J Therm Biol 2015 Oct 5;53:198-204. Epub 2015 Nov 5.

Instituto de Diversidad y Ecología Animal (IDEA), CONICET and Laboratorio Biología del Comportamiento, Facultad de Ciencias Exactas Físicas y Naturales, Universidad Nacional de Córdoba, Vélez Sársfield 299, Córdoba CP: X5000JJC, Argentina.. Electronic address:

Body temperature is a key factor in physiological processes, influencing lizard performances; and life history traits are expected to generate variability of thermal preferences in different individuals. Gender, body size and reproductive condition may impose specific requirements on preferred body temperatures. If these three factors have different physiological functions and thermal requirements, then the preferred temperature may represent a compromise that optimizes these physiological functions. Therefore, the body temperatures that lizards select in a controlled environment may reflect a temperature that maximizes their physiological needs. The tegu lizard Tupinambis merianae is one of the largest lizards in South America and has wide ontogenetic variation in body size and sexual dimorphism. In the present study we evaluate intraspecific variability of thermal preferences of T. merianae. We determined the selected body temperature and the rate at which males and females attain their selected temperature, in relation to body size and reproductive condition. We also compared the behavior in the thermal gradient between males and females and between reproductive condition of individuals. Our study show that T. merianae selected body temperature within a narrow range of temperatures variation in the laboratory thermal gradient, with 36.24±1.49°C being the preferred temperature. We observed no significant differences between sex, body size and reproductive condition in thermal preferences. Accordingly, we suggest that the evaluated categories of T. merianae have similar thermal requirements. Males showed higher rates to obtain heat than females and reproductive females, higher rates than non-reproductive ones females. Moreover, males and reproductive females showed a more dynamic behavior in the thermal gradient. Therefore, even though they achieve the same selected temperature, they do it differentially.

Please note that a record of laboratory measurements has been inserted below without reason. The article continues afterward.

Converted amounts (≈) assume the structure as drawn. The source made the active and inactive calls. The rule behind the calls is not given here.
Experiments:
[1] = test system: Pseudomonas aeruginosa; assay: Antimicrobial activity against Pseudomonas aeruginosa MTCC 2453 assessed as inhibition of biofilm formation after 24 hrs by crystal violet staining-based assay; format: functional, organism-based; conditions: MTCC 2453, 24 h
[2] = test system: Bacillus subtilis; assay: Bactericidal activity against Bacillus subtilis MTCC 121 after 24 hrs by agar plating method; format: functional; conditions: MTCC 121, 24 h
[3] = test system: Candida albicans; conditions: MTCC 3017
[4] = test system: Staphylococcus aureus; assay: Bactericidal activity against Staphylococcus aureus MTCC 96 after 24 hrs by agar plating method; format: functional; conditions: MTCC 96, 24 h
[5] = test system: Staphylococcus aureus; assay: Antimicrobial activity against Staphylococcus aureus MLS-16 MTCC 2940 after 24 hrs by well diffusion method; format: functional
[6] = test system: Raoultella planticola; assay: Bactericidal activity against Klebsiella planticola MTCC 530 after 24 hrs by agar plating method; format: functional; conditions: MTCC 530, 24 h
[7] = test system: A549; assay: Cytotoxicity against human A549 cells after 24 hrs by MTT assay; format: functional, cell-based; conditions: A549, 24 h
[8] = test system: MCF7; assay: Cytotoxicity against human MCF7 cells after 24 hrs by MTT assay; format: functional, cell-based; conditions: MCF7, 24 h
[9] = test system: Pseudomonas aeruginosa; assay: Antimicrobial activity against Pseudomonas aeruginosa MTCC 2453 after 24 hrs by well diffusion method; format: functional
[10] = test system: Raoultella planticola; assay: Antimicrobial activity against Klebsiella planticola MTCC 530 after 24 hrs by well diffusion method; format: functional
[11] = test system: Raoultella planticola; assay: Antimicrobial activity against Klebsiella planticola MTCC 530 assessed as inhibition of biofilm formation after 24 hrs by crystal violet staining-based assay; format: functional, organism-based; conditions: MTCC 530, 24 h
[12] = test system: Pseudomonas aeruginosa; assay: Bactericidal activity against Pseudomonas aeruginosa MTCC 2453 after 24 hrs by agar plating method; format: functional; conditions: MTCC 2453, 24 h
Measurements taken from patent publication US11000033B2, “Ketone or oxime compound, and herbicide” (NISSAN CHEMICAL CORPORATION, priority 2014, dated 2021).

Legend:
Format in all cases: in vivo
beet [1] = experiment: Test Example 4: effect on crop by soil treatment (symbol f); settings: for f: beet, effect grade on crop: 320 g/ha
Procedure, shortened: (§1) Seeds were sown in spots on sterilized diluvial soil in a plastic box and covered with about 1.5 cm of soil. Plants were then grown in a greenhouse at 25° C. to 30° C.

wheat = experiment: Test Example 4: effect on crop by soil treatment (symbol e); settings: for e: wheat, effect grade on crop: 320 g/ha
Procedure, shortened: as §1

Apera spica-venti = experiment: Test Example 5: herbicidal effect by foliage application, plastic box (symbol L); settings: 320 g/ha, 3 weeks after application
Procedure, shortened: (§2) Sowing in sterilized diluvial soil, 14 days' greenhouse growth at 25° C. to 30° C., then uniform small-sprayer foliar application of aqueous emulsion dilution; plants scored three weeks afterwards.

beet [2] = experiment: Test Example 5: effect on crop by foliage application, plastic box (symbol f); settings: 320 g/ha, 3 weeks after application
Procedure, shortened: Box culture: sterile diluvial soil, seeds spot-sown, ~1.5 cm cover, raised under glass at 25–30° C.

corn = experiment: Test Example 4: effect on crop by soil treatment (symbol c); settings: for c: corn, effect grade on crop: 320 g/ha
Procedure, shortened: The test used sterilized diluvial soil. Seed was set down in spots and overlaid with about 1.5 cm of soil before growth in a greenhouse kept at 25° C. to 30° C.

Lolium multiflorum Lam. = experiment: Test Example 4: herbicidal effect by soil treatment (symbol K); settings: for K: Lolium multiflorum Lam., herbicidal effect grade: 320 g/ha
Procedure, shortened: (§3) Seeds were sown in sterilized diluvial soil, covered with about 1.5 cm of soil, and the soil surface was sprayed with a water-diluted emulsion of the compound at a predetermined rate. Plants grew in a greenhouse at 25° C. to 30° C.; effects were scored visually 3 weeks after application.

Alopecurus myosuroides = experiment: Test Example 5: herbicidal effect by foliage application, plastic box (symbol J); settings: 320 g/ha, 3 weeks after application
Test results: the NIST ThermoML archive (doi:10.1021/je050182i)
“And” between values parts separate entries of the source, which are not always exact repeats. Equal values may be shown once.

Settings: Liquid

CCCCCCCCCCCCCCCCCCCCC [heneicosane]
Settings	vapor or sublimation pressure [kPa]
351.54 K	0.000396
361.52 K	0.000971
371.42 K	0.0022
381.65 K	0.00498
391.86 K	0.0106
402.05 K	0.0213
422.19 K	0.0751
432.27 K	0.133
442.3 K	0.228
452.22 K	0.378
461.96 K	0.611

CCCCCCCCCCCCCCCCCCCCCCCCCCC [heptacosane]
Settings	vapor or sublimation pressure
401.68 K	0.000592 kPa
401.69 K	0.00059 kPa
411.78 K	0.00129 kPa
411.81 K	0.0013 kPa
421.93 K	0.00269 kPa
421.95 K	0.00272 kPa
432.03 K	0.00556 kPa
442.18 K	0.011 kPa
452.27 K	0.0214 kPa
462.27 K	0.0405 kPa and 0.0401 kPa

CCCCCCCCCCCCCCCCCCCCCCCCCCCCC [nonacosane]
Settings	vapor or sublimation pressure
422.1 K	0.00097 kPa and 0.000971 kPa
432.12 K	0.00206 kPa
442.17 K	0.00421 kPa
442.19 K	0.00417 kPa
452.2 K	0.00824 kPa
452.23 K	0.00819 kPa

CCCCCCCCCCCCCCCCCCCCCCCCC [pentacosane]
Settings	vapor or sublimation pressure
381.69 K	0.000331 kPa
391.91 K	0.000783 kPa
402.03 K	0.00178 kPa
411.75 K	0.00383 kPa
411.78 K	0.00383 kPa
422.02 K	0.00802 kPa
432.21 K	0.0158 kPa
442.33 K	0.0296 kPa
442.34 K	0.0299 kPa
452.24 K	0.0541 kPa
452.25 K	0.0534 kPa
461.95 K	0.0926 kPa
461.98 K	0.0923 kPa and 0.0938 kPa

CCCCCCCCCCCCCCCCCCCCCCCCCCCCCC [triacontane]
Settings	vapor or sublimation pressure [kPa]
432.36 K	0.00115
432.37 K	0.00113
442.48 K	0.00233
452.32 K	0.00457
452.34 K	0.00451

View Article and Find Full Text PDF

Download full-text PDF

Source
http://dx.doi.org/10.1016/j.jtherbio.2015.09.001DOI Listing
October 2015

Variability in sperm form and function in the context of sperm competition risk in two Tupinambis lizards.

Ecol Evol 2014 Nov 7;4(21):4080-92. Epub 2014 Oct 7.

Laboratorio de Biología del Comportamiento, Facultad de Ciencias Exactas, Físicas y Naturales, Instituto de Diversidad y Ecología Animal (IDEA) CONICET, Universidad Nacional de Córdoba Av. Vélez Sársfield 299, X5000JJC, Córdoba, Argentina.

In polyandrous species, sperm morphometry and sperm velocity are under strong sexual selection. Although several hypotheses have been proposed to explain the role of sperm competition in sperm trait variation, this aspect is still poorly understood. It has been suggested that an increase in sperm competition pressure could reduce sperm size variation or produce a diversity of sperm to maximize male fertilization success. We aim at elucidating the variability of sperm morphometric traits and velocity in two Tupinambis lizards in the context of sperm competition risk. Sperm traits showed substantial variation at all levels examined: between species, among males within species, and within the ejaculate of individual males. Sperm velocity was found to be positively correlated with flagellum: midpiece ratio, with relatively longer flagella associated with faster sperm. Our results document high variability in sperm form and function in lizards.
View Article and Find Full Text PDF

Download full-text PDF

Source
http://dx.doi.org/10.1002/ece3.1262DOI Listing
http://www.ncbi.nlm.nih.gov/pmc/articles/PMC4242561PMC
November 2014
-->